New 'Energy Center' ready to power CCSU Monday, June 12, 2006 3:00 AM EDT
By Scott Whipple
With improvements and upgrades to campus facilities the smokestack no longer serves a purpose. The heart of the university has shifted to the Energy Center.
"Central's Energy Center is a vital state asset," says Richard Bachoo, CCSU's chief administrative officer.
In June 2004, with state support, the university embarked on a new era - supporting its vast campus infrastructure with a new Energy Center. This state-of-the-art, 36,000-square-foot facility supplies heating, cooling, hot water and electricity for the 160-acre campus.
"At present, the center can provide electricity to the entire university at certain load demands," Bachoo said. "The investment in this facility allows Central to reduce some of its dependence on the statewide power grid, add some stability to the university's utility expenditures and enhance our academic mission through use of stable power generation."
"Until the Energy Center came online in 2004," says Daniel Moran, associate chief administrative officer for administrative affairs, "the university's steam heating system, installed in the 1950s-1960s, was outdated and inefficient. And, it was undersized for a campus that had grown from one million square feet of assignable space in the early 1960s to three million square feet by 2003, with another one million square feet expected by 2014."
CCSU incorporated electricity generators in its new Energy Center for reliability and economic reasons. In the event of a brownout or blackout, the system can supply vital loads of energy to campus facilities, powering essential functions and protecting equipment.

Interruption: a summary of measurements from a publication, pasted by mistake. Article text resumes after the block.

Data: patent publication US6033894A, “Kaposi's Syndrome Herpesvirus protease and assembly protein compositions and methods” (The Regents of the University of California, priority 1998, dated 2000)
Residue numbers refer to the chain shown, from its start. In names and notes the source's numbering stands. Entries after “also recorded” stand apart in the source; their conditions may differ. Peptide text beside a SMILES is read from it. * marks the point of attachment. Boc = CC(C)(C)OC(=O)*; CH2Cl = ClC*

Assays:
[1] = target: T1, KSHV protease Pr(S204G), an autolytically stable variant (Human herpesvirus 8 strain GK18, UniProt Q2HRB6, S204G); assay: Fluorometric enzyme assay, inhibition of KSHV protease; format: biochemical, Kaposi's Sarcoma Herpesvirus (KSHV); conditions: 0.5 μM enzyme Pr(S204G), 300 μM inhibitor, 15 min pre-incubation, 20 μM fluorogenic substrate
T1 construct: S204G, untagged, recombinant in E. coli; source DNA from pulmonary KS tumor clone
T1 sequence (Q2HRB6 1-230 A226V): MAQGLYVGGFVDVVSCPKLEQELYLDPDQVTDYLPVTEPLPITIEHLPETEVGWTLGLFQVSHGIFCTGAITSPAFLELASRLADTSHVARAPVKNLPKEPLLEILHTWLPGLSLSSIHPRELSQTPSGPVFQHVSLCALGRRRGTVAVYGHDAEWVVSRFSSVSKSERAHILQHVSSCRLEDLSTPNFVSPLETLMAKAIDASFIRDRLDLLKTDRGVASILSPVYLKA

In 1997, the university initiated the "Energy Center Tunnel Project." A review of its long-range master plan revealed that the utilities infrastructure couldn't sustain physical plant expansion.
A 2,000-foot-long utility tunnel connected distribution lines for all utilities through the center of campus. Direct-buried pipes and wiring connect each building with this main artery. During tunnel construction new sanitary, storm, water, gas, fiber optics, telephone and electrical distribution lines were installed. Future upgrades and repairs will be less costly and disruptive due to the reduced need for excavation.
Robert LeBaron, CCSU's director of engineering, points out that engineering efforts saved $2.5 million on tunnel design.
"The project also has indirect benefits," LeBaron explains. "Removal of old asbestos-encased, direct-buried steam lines - and the elimination of isolated, direct-expansion cooling systems from some buildings - have made the campus more environmentally friendly."
The location, new equipment and noise-abating construction of the Energy Center has meant a quieter, cleaner atmosphere for students, faculty, employees and neighbors.